Calling all CNA'S!!

  1. Hello there. My name is Jason and this is my first post on this site. I am taking an ROP CNA course in January... hopefully. They are only allowing 15 students. Anyway, just wanted to know what to expect from the class and
    do employers look down on CNA'S trained through ROP? I eventually want to become an RN, but figured this would be a great stepping stone. Also, would it be best to go from CNA to LVN or LPN then RN? Any advice would be much appreciated.

  2. Visit going4it profile page

    About going4it

    Joined: Sep '06; Posts: 2


  3. by   GiantHeart21
    Welcome to this site, I am sure that you will find it very helpful. I took an ROP CNA class 4 years ago and I loved it. The program lasted the whole year and I felt like I was much better prepared for the job than many others who only went through a three month program. In my program we got to do 4 months of clinical in a hospital we worked in ICU, CCU, Med/Surg, Nursery, l&D, ER and peds. I say many surgeries and babies being born as well as procedures. I got a lot out of the program and we really go to work along side the real nurses and see if that was what we wanted to do in life. I am now an LVN student. As far as the program content you will learn all basic nursing skills like bathing, hygiene, toileting, post mortem care, ambulating, feeding, vitals and so forth. You will also learn how the health care system works as well as anatomy and physiology. I have never been looked down on cause I attended an ROP program. Hope this helps and good luck.
  4. by   tigress_8207
    Never did a CNA class but just wanted to wish you the best of luck.
  5. by   TazziRN
    Hey, good luck to you! My daughter is also taking an ROP CNA class. No, you will not be looked down on, once you get your cert no one will know what program you went through. And the ROP program is the same as any other CNA program, from comparing things my daughter is telling me to what I went through ohsomanyyearsago.
  6. by   going4it
    Thanks to all for the responses. Giantheart, my program is only 21 weeks but it's 3 days a week, 5 hours a night. What, a total of 168 hours. I guess that will be enough training. What was your schedule? A year seems like a long time for CNA training. Maybe mine is just going to be all classroom and nothing else. Whatever the case, at least this will get my foot in the door.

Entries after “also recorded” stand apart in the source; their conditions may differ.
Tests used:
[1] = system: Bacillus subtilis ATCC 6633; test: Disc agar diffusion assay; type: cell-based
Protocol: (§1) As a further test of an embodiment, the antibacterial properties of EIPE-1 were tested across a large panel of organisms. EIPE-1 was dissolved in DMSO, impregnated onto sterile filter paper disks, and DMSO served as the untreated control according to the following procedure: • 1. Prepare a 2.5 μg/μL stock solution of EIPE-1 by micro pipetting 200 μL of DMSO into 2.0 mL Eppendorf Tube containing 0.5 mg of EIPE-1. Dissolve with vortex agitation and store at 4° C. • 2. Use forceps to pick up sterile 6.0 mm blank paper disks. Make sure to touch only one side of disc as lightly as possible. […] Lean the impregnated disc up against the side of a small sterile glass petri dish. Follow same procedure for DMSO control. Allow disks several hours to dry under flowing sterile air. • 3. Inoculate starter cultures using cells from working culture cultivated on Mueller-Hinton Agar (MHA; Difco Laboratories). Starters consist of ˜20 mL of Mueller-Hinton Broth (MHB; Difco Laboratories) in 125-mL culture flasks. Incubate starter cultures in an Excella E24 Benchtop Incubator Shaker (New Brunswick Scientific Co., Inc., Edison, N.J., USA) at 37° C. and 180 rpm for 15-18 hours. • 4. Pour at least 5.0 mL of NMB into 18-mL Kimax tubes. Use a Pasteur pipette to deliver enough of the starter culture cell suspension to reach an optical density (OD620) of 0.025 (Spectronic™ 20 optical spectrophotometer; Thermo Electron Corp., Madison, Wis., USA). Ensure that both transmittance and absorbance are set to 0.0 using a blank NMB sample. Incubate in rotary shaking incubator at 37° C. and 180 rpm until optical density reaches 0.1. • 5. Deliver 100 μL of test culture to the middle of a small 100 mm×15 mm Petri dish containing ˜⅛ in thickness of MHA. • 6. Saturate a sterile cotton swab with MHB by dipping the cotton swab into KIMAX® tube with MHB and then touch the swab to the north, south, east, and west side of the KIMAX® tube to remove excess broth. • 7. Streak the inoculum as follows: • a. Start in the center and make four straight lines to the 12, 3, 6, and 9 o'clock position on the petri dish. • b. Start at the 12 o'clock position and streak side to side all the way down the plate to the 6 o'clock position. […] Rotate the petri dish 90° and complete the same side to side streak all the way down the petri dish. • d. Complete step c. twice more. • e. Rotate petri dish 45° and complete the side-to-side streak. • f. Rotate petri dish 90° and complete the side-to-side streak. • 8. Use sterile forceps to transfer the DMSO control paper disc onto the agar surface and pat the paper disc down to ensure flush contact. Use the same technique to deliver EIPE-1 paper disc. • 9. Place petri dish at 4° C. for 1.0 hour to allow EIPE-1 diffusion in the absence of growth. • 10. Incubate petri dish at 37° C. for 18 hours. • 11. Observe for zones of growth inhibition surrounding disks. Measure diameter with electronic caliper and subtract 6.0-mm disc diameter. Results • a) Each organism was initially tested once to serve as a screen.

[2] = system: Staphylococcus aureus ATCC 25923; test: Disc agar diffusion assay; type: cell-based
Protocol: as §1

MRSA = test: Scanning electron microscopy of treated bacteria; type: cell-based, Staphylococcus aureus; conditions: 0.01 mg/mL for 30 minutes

7. by   Todd SPN
    As an LPN, I would advise going directly to RN.
  8. by   TazziRN
    Quote from going4it
    Maybe mine is just going to be all classroom and nothing else. Whatever the case, at least this will get my foot in the door.
    No, you will have clinicals. Any kind of patient care class has clinicals.
  9. by   keepingmycool30
    I didnt take a CNA class but looking back at how unsure I was of what I was doing I wish I had of. The best advice I can give (and I also tell this to the new NA's and CNA's I train) is treat the pts like your family!
  10. by   buildingmyfaith57
    i agree treat the patients and clients like family and treat the the way you be wanted to be treated.
  11. by   RNrural
    I actually became an LPN in August and will graduate from RN school in May after 15 years of working as a CNA. Although my road has been quite long, it has been a great one. As I have gone through school I noticed that the students that had experience as CNA's or Tech's actually progressed much quicker. I know it made it much easier for me during my LPN year (hasn't helped much this year:icon_roll). Of course there are always exceptions but I feel, from my experience, that you have made a very good choice. Best of luck to you!

    Renada, LPN soon to be RN